Why India still an untapped consumer market

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The prospects for the entertainment sector are just as promising, with people willing to pay for subscription packages and remain loyal customers even in tier-2 and tier-3 cities as long as there is content worth the money…writes TAPONEEL MUKHERJEE & POORNIMA VARDHAN

The fundamentals of the Indian economy remain strong, as RBI Governor Shaktikanta Das recently stated. India’s growth rate is among the fastest in the world, retail inflation has moderated, buffer food stocks are abundant, forex reserves are substantial, and the current account deficit is expected to remain “well within sustainable levels.”

Domestic consumption is making a strong comeback, traditionally one of the main drivers of India’s economic growth. This is great news for businesses of all sizes. Simply put, when consumers spend more, businesses have more capital to invest in, and increased liquidity throughout the system energises complementary sectors and higher-end goods and services.

But what is the significance of this surge in domestic consumption?

One, as the festive season approaches, these numbers are likely to rise even more. Between August and November, when sales of everything from two-wheelers to real estate are at their peak, Indian consumers tend to spend more. Given how quickly consumption has recovered, the figures for the next three quarters will likely be even better.

Two, for better or worse, demand continues to drive India’s growth story. In a typical fiscal year, private expenditure accounts for approximately 55 per cent of the total national GDP. Furthermore, it has a significant impact on the next major growth driver, Gross Fixed Capital Formation (GFCF), which accounts for the money invested by businesses. As a result, strong domestic consumption translates unintentionally into strong economic growth.

Three, rising household consumption will boost demand for goods and services across industries, especially those involving significant amounts of “discretionary” or luxury spending. Product segments influenced by “premiumisation” trends are included in the latter. These include everything from chocolates and alcoholic beverages to laptops and headphones, as well as clothing and cosmetics. In some categories, such as automobiles, demand for premium products has outpaced demand for entry-level variants. In FY22, for example, premium car sales increased 38 per cent year on year, while lower-priced car sales increased only 7 per cent.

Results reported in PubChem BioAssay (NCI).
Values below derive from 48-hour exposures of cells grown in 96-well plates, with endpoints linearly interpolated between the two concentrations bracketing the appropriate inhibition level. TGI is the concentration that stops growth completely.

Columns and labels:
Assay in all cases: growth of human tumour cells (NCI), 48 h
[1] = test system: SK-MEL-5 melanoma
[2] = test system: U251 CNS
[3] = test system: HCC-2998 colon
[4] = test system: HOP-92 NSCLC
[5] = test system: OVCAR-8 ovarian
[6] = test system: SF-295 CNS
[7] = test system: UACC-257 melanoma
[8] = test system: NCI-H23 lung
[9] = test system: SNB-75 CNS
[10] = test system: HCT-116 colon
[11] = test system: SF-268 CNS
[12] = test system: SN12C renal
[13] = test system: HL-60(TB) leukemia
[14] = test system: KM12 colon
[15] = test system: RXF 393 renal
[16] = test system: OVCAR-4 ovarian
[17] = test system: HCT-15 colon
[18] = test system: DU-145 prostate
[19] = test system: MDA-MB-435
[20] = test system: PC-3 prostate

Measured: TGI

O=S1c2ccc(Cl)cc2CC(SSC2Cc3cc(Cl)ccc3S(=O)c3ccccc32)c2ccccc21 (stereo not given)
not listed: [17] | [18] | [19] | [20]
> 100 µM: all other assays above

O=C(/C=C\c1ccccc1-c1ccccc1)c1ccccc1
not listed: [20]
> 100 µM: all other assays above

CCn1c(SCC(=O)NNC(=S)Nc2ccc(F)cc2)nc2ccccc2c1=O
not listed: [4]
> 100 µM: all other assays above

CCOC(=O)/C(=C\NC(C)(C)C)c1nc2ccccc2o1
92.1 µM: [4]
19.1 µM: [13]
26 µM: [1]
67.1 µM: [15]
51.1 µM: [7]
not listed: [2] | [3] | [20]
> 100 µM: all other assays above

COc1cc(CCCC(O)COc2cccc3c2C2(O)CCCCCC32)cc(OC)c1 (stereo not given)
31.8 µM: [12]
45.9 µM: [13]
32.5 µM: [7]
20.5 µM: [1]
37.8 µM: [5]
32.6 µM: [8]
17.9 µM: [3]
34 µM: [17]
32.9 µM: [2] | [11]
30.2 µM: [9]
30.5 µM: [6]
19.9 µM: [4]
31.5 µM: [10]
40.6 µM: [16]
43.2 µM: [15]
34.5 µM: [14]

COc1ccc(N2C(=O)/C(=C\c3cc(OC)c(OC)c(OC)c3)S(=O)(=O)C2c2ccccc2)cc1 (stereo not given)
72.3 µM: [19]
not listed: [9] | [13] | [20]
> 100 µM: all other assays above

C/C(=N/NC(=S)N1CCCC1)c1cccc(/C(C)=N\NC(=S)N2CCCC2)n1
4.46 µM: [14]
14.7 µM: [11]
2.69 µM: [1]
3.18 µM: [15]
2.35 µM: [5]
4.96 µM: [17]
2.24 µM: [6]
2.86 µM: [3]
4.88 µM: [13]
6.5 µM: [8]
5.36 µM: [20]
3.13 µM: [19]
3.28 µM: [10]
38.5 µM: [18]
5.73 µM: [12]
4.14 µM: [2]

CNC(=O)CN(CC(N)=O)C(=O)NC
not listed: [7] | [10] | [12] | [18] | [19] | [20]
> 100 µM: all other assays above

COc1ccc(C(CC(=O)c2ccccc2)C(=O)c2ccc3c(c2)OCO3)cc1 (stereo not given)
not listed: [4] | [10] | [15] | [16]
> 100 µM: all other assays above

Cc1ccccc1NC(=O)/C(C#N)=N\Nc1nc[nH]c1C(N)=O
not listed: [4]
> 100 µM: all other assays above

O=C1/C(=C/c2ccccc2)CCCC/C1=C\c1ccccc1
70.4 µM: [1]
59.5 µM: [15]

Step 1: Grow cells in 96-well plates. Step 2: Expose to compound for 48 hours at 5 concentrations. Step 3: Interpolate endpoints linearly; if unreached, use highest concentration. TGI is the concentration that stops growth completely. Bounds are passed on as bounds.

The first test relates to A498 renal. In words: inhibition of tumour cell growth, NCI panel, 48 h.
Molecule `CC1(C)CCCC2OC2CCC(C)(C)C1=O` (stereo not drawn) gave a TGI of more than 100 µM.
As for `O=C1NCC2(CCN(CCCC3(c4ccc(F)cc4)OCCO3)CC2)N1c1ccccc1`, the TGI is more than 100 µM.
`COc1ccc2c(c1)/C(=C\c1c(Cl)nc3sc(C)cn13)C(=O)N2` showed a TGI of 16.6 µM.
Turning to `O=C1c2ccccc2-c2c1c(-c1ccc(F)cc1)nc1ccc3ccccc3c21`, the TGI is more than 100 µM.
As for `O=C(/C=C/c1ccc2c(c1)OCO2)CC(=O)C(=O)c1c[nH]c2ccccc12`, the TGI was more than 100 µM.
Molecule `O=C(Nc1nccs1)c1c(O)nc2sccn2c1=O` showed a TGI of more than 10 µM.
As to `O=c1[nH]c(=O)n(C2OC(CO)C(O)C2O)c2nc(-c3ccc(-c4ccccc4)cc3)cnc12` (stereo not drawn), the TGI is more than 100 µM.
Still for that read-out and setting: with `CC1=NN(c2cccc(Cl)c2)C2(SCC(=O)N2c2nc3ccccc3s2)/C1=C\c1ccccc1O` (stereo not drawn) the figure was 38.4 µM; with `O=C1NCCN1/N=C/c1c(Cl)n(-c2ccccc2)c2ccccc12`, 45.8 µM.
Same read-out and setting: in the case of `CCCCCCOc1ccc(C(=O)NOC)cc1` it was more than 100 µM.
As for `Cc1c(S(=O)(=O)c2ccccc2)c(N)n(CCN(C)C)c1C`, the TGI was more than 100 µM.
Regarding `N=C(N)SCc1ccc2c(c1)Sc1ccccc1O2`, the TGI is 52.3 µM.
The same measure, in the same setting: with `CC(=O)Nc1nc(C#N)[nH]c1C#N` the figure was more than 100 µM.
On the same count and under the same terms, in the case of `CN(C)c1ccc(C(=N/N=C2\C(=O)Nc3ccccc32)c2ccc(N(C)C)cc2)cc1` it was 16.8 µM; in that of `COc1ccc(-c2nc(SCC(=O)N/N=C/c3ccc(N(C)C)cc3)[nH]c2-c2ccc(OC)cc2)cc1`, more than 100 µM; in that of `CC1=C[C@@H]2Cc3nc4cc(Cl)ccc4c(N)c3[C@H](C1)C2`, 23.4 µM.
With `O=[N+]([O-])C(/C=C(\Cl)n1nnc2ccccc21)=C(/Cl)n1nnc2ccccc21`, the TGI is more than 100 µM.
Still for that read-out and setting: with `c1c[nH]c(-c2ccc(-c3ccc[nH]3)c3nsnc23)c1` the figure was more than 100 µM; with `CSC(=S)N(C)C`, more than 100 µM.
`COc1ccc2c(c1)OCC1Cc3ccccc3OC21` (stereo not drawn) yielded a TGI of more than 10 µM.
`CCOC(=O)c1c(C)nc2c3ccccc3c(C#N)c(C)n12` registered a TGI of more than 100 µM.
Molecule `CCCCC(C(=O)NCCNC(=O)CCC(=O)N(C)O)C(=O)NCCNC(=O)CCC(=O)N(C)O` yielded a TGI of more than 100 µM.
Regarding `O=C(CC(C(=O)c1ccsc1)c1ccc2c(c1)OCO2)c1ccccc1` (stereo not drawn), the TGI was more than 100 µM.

Why is luxury spending increasing in India?

Rising consumer incomes and purchasing power are aiding it: average per capita income has already surpassed USD 2,000 and is expected to exceed USD 12,000 by 2047. Furthermore, the rapid growth of the e-commerce sector and digital transactions has increased customer access to the luxury market. Furthermore, as consumers have become more value- and customisation-oriented, previously dominated by HNWIs, premium segments are rapidly diversifying to include Millennials and non-metro consumers. The typical cohort of HNI and NRI customers has also expanded to include affluent middle-class consumers in some segments, most notably luxury housing, due to the proliferation of remote and hybrid working models.

Furthermore, the premium product space is still in its early stages and remains largely untapped. As a result, market participants have numerous opportunities. For example, while the Indian smartphone market fell by 1 per cent year on year in H1CY22, the premium segment increased by 83 per cent. This segment, however, accounts for only 6 per cent of the total smartphone market.

As domestic consumption continues to rise, premiumisation trends will be boosted across other sectors, from quick-service restaurants (QSRs) and home products to hospitality and healthcare. This has happened before. According to Jun Nie and Andrew Palmer’s paper “Consumer Spending in China: The Past and the Future,” the threefold increase in household spending in China between 2000 and 2015 was accompanied by a sevenfold increase in spending on transportation and communication services.

So, where can investors find investment opportunities?

Discretionary consumption and premiumisation will account for a disproportionate share of growth.

Hospitality and tourism players will benefit from increased air travel, increased demand for top-tier hotels and resorts.

The automotive industry’s clientele for premium car models will become more diverse, especially as the EV revolution gains traction.

The prospects for the entertainment sector are just as promising, with people willing to pay for subscription packages and remain loyal customers even in tier-2 and tier-3 cities as long as there is content worth the money.

Companies in real estate, home-related products, and the FMCG personal care space will also benefit greatly.

The key takeaway is that Indian consumer markets will continue to be a key focus area for global public and private equity investors. Existing and new companies will generate hundreds of billions of dollars in market capitalisation.

To summarise, domestic demand will likely continue to drive India’s economic growth story, which will be increasingly influenced by the discretionary spending of a growing cohort of “premium” consumers. This trend presents an important opportunity for investors to get a head start on a veritable 21st-century gold rush.

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